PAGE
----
Most people I know really don’t like to lose money with their investing. That just makes sense. But what if I told you there was a way to cash in on those losses? Would that change your mind about that red ink? What if I went one step further and said that it might be in your interests to sell a fund for less than you paid for it? Would you think that I’d lost my mind and that such thing is impossible?
Well, if you thought that way you might miss out on some very sweet tax giveaways Uncle Sam is just dying to send your way. What I’m referring to is “tax loss harvesting” and how it can put lots of dollars in your pockets around tax time.
What Is Tax Loss Harvesting?
Tax loss harvesting is the process that sharp investors engage in towards the end of the year. They look for funds (or stocks) that currently trade below the price they paid for them. Then, they sell the position and lock in the realized loss. At that point, they have three choices;
1. Do nothing.
2. Buy the stock or fund back in 31 days to avoid the wash sale rule. This allows them to nail down the tax loss yet still own the position. Of course the risk is there. If the stock moves up dramatically during that 31 days, the investor that sat on the side lines is out of luck.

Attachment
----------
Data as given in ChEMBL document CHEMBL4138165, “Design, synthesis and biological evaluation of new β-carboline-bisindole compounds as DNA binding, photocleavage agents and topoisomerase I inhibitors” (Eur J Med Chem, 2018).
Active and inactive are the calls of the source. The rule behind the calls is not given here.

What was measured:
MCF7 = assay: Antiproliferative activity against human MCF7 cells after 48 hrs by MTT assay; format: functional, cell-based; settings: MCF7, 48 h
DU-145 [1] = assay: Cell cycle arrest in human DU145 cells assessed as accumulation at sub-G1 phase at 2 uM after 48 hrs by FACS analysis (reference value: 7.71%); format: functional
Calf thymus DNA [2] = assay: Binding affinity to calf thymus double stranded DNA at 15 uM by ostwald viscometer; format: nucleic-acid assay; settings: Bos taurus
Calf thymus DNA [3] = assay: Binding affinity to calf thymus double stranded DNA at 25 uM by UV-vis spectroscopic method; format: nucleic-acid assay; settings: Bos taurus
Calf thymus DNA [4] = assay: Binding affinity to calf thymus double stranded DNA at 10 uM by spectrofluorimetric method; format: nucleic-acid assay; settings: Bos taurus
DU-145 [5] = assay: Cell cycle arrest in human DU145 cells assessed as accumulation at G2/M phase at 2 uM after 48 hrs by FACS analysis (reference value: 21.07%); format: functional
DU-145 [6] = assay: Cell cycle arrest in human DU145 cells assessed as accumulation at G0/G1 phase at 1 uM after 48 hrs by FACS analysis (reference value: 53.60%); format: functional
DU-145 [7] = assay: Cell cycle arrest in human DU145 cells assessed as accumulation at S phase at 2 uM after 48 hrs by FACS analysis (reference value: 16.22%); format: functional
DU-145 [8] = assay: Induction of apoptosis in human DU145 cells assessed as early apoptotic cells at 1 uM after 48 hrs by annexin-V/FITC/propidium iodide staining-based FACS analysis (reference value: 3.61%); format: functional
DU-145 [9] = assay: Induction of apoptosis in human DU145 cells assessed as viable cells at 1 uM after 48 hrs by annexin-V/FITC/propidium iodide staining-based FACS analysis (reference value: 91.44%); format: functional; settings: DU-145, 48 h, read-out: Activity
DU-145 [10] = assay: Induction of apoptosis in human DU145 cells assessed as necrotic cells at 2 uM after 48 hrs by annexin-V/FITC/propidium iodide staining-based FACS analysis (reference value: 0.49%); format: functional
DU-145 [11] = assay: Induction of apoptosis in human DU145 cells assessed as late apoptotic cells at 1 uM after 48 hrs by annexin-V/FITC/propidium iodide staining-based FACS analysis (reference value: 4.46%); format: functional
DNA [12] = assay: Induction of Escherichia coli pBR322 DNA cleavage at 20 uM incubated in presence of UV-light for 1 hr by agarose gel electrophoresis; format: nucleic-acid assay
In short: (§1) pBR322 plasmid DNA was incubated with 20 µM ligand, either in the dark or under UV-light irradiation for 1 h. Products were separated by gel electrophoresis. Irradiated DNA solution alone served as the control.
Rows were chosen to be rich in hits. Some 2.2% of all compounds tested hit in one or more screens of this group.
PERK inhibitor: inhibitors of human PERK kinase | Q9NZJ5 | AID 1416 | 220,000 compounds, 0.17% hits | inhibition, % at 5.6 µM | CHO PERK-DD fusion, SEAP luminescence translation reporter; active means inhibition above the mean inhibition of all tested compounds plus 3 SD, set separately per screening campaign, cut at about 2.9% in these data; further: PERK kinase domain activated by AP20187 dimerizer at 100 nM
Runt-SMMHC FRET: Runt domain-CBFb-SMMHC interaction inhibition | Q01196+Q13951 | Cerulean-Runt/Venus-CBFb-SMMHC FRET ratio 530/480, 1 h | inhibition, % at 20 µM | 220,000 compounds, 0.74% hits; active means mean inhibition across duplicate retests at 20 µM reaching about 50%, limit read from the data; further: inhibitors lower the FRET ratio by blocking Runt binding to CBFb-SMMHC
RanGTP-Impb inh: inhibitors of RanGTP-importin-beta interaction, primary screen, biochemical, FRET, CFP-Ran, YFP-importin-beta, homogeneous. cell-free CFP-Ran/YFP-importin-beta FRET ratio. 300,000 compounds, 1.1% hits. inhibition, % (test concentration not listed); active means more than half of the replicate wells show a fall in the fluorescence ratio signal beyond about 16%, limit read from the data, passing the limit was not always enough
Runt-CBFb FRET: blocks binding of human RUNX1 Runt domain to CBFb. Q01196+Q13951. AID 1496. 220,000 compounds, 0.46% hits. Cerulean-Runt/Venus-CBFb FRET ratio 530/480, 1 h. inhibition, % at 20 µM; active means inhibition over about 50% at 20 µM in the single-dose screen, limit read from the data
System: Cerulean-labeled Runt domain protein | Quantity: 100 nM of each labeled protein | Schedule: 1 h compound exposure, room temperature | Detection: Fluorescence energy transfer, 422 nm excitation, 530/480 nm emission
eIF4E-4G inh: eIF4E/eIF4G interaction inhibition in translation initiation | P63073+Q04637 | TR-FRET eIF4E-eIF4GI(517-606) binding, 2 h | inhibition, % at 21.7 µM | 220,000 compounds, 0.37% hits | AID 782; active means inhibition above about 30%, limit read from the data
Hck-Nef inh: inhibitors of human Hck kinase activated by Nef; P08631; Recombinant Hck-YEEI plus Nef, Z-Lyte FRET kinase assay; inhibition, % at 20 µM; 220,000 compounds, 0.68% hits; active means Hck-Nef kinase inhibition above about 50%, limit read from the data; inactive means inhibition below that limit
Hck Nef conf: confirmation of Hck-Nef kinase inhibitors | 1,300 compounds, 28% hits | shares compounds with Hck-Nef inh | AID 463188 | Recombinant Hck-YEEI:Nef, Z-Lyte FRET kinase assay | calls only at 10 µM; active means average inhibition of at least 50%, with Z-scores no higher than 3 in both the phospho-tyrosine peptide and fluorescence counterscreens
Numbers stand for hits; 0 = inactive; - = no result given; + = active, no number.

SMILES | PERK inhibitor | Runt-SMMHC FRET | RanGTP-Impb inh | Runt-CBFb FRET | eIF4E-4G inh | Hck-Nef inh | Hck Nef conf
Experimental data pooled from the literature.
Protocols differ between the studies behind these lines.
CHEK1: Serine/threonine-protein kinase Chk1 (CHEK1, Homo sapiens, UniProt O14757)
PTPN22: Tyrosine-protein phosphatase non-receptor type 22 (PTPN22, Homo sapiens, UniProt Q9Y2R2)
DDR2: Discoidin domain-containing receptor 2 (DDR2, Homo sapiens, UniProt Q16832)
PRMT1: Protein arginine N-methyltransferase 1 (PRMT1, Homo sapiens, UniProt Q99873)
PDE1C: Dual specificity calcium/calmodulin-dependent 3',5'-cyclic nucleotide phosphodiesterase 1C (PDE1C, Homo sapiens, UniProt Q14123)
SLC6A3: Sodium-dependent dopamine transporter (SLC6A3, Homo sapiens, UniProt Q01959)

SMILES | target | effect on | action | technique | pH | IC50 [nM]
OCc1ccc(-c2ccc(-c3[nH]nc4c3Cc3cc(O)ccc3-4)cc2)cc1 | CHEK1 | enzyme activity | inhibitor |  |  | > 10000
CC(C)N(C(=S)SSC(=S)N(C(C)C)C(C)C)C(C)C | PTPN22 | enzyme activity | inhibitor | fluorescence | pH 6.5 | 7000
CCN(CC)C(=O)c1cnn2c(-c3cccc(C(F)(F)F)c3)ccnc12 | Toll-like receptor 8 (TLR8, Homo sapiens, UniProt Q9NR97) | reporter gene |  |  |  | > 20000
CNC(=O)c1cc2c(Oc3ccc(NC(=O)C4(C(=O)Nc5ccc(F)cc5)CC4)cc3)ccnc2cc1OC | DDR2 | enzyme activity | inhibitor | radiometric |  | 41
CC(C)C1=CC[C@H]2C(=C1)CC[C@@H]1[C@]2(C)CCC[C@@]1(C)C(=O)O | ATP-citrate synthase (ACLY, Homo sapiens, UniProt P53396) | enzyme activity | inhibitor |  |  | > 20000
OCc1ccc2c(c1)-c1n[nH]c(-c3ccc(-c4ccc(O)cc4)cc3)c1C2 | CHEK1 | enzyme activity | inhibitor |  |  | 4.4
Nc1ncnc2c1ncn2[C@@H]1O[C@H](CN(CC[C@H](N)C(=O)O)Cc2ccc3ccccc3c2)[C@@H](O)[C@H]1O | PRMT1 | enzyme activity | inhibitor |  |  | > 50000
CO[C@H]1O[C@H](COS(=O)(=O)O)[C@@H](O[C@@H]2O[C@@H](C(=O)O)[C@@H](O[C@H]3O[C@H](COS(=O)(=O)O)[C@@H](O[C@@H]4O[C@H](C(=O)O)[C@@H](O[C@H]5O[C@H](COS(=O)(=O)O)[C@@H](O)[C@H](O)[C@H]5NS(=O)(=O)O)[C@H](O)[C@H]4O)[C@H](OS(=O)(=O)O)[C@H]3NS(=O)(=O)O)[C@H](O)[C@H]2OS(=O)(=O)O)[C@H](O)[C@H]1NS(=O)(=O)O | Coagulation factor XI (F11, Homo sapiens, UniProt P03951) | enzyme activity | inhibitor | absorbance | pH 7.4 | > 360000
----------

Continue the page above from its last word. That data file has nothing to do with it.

3. Buy a similar stock or fund the day they sell the original fund to lock in the tax loss. This gives them the tax loss and it eliminates the market risk of being out of the market. The only downside here is that the original stock could go up more than the replacement position.
What Is The Benefit Of Harvesting Tax Losses?
You can use the investment losses that you harvest to offset gains you realized with other transactions. For example, let’s say you invested $10,000 in XYZ and sold it for $12,000. That’s nice – but it leaves you with a $2,000 taxable gain. If you scout your holdings and sell something else that generates a $2,000 loss, you won’t have any taxes to pay on the gain. Remember, if you sell the loser, you can buy something else just like it so you won’t be out of the market. Life is sweet. Stop and smell the dollars.
And if you still have losses on your books after you’ve wiped out the realized gains from other investment activity, you can use $3,000 of the write off to offset taxable income. Pinch me.
Why Is Now A Great Time To Harvest Investment Losses?
The market has been really volatile this year. And that roller coaster ride may not be over. If you are sitting on a big loss in a position, consider selling it, locking in the loss, and using one of the three strategies I outlined above.
Just don’t wait around for the market to implode before looking into this. Identify tax loss candidates now (and their replacements). This way, if the market takes a big dive, you can implement this strategy, snag a nice tax benefit and buy new shares of a different but similar position (if you select option 3) at a discount.
Investing involves risks. And investors do lose money sooner or later. But just because you lose money on a transaction doesn’t mean you have to take all the loss on your shoulders alone. If you play your cards right and use tax loss harvesting, you can make the IRS your partner by sharing some of those losses with them.
Are you harvesting losses to reduce your tax liability for next year? What other end-of-year tax strategies are you going to use?